None of their games provided a window into what this series might look like. Antetokounmpo, Middleton and Jrue Holiday did not play in their first meeting on Nov. 12, when the Celtics won in overtime, and three of their four games came when Boston was still allocating big minutes to the likes of Dennis Schroder, Josh Richardson and Romeo Langford, among others who are either not on the team or out of the rotation . Likewise, Tatum, Williams and Horford were all on the bench for their fourth and final showdown on April 7.
The Celtics have options outside their starting lineup of Tatum, Brown, Smart, Horford and Williams, which outscored opponents by an astounding 24.6 points per 100 possessions over 443 regular-season minutes. Much will depend on the ability of Williams and Horford to help defend Antetokounmpo and recover onto perimeter shooters, given their respective health and age. Grant Williams can spell either in the frontcourt, and Derrick White is an alternative in smaller lineups. Every combination can be devastating on both ends.
Middleton’s absence means Antetokounmpo and Holiday are the only Bucks guaranteed to close games. Lopez and Pat Connaughton were mainstays of Milwaukee’s crunch-time lineups last season, and they still have coach Mike Budenholzer’s trust, until either proves ineffective against Boston’s length and athleticism.
PJ Tucker was the tie that bound last year’s closing lineup, and he is gone. Bobby Portis has size and has started alongside Lopez, but together they could have a tough time chasing Boston’s ball movement. Allen and Wesley Matthews are options in smaller combinations that present their own limitations. The Bucks will spend much of the series searching for the most capable quintet and riding what feels right each night.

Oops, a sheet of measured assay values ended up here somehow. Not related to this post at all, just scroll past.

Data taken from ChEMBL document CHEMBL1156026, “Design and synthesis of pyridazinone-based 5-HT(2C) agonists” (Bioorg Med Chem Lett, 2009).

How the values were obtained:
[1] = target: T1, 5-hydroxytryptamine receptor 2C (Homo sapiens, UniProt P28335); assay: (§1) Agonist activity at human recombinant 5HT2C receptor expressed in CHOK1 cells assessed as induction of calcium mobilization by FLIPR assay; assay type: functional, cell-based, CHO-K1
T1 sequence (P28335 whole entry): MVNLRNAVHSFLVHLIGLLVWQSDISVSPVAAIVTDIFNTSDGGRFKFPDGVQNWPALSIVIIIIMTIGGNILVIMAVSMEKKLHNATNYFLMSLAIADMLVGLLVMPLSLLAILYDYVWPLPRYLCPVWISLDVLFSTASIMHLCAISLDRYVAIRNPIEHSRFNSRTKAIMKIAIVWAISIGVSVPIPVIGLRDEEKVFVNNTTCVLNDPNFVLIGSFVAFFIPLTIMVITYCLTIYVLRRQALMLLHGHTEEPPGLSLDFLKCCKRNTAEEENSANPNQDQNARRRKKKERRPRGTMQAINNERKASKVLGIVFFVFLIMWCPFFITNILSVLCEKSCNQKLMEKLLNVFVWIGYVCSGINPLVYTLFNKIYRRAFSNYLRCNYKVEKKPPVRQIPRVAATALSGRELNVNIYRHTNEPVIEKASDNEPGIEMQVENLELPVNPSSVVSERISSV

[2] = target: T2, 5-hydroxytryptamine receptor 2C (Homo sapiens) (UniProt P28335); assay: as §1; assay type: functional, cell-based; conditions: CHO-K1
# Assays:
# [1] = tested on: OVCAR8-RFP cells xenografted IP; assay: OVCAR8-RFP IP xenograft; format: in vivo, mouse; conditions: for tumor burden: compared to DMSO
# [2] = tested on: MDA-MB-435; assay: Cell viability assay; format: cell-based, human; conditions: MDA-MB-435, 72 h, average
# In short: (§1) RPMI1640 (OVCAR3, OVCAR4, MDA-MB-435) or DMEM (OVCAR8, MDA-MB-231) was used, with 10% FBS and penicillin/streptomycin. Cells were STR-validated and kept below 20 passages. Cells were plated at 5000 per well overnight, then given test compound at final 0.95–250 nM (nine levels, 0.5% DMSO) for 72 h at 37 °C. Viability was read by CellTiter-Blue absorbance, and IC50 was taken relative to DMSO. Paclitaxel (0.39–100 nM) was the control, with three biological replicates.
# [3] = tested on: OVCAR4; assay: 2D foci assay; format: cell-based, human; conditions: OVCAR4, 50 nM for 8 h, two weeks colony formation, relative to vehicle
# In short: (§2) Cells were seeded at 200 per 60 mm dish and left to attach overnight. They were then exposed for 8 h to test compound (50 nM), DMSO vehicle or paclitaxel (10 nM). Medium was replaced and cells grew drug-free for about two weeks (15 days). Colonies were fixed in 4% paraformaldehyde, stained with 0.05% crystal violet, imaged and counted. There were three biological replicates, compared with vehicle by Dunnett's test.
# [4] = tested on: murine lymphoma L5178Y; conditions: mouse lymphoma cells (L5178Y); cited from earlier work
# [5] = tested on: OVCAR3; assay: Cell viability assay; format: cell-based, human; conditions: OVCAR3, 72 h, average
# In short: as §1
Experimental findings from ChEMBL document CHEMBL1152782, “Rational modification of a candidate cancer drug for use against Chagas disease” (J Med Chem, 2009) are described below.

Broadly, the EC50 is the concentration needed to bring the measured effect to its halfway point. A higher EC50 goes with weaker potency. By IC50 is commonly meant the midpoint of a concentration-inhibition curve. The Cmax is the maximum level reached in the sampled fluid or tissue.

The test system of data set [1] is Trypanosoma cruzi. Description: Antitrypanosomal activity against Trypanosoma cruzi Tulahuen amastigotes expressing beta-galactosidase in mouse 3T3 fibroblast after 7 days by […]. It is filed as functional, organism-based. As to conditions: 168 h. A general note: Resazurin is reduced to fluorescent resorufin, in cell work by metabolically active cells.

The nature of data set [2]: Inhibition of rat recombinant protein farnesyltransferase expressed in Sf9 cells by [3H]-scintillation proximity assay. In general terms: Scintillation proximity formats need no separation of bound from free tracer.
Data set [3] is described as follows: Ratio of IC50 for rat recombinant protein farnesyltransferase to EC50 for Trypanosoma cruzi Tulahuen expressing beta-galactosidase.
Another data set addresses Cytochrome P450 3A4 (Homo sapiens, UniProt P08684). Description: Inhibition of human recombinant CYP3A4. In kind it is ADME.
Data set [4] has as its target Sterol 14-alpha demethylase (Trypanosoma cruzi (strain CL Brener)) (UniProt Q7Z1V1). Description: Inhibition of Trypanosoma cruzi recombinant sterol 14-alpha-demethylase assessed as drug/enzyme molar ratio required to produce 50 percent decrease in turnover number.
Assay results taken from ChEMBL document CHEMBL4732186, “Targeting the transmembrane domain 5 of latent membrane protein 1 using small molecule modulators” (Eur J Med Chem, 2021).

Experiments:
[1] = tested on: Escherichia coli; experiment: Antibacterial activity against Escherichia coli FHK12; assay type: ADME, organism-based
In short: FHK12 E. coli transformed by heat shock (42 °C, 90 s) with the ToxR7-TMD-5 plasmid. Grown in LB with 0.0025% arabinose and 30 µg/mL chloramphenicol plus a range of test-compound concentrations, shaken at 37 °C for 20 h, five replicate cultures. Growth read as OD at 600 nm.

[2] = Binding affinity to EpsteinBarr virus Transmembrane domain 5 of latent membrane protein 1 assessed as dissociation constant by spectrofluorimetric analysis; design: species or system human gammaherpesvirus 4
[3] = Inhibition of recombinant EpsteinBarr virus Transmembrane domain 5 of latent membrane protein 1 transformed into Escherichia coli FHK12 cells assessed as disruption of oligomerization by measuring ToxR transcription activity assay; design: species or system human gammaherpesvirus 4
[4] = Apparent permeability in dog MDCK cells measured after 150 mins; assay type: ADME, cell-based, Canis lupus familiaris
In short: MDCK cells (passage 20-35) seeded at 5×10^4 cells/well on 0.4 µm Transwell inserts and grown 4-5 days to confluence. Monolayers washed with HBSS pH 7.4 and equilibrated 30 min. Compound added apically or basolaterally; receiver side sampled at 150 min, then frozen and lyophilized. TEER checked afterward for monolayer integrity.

Matchup to watch
The Celtics will employ the same wall of defenders against Antetokounmpo that held firm against him in the 2018 playoffs and crumbled in 2019. Horford would sprint to the free-throw line as a second line of defense, as Tatum, Brown, Smart and company steered him to the middle. Robert Williams provides a third layer of protection, hedging from the corner for added rim protection. Nothing will come easy for Antetokounmpo.
How much help Boston’s primary defenders have to show the two-time MVP will dictate how open his teammates are — and likely determine the series. Grant Williams defended Antetokounmpo more than anyone on the Celtics during the regular season to some success, just as he did against Durant in the first round. Tatum took on the responsibility of defending Durant and could see stopping another superstar as his calling, if he wants to establish himself as the alpha. Most likely, Antetokounmpo will see a variety of on-ball defenders, including Brown and Smart, all of whom are capable of providing considerable resistance.
If any of the Celtics or a rotating cast of them can prevent Antetokounmpo from drawing two or three defenders in the paint, the Bucks will see their title defense end in the second round of these playoffs.
Boston Celtics (-185)
Milwaukee Bucks (+150)
Celtics in six.
– – – – – – –
Ben Rohrbach is a staff writer for Yahoo Sports. Have a tip? Email him at email@example.com or follow him on Twitter! Follow @brohrbach